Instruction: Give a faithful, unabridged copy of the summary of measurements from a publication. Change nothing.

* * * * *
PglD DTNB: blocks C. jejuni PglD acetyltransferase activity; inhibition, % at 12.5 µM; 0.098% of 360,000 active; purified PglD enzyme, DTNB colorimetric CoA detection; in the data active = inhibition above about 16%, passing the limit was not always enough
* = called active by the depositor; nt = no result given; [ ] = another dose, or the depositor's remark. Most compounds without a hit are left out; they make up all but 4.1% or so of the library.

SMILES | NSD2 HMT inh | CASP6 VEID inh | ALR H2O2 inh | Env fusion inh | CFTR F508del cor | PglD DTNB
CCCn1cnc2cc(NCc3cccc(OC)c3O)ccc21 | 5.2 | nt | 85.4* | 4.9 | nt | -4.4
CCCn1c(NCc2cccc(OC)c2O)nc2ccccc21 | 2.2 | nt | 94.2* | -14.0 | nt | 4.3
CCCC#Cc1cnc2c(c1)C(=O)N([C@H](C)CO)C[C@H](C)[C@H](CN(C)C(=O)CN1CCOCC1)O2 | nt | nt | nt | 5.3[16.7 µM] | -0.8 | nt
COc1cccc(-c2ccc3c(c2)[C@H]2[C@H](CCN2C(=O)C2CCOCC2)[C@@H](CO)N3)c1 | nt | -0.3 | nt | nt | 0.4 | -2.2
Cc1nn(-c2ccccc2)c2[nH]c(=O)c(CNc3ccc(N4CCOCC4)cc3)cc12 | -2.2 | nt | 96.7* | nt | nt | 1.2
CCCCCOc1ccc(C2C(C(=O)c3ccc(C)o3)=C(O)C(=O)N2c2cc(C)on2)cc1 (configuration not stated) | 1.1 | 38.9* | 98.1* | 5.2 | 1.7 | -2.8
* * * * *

PglD DTNB: blocks C. jejuni PglD acetyltransferase activity; inhibition, % at 12.5 µM; 0.098% of 360,000 active; purified PglD enzyme, DTNB colorimetric CoA detection; in the data active = inhibition above about 16%, passing the limit was not always enough
* = called active by the depositor; nt = no result given; [ ] = another dose, or the depositor's remark. Most compounds without a hit are left out; they make up all but 4.1% or so of the library.

SMILES | NSD2 HMT inh | CASP6 VEID inh | ALR H2O2 inh | Env fusion inh | CFTR F508del cor | PglD DTNB
CCCn1cnc2cc(NCc3cccc(OC)c3O)ccc21 | 5.2 | nt | 85.4* | 4.9 | nt | -4.4
CCCn1c(NCc2cccc(OC)c2O)nc2ccccc21 | 2.2 | nt | 94.2* | -14.0 | nt | 4.3
CCCC#Cc1cnc2c(c1)C(=O)N([C@H](C)CO)C[C@H](C)[C@H](CN(C)C(=O)CN1CCOCC1)O2 | nt | nt | nt | 5.3[16.7 µM] | -0.8 | nt
COc1cccc(-c2ccc3c(c2)[C@H]2[C@H](CCN2C(=O)C2CCOCC2)[C@@H](CO)N3)c1 | nt | -0.3 | nt | nt | 0.4 | -2.2
Cc1nn(-c2ccccc2)c2[nH]c(=O)c(CNc3ccc(N4CCOCC4)cc3)cc12 | -2.2 | nt | 96.7* | nt | nt | 1.2
CCCCCOc1ccc(C2C(C(=O)c3ccc(C)o3)=C(O)C(=O)N2c2cc(C)on2)cc1 (configuration not stated) | 1.1 | 38.9* | 98.1* | 5.2 | 1.7 | -2.8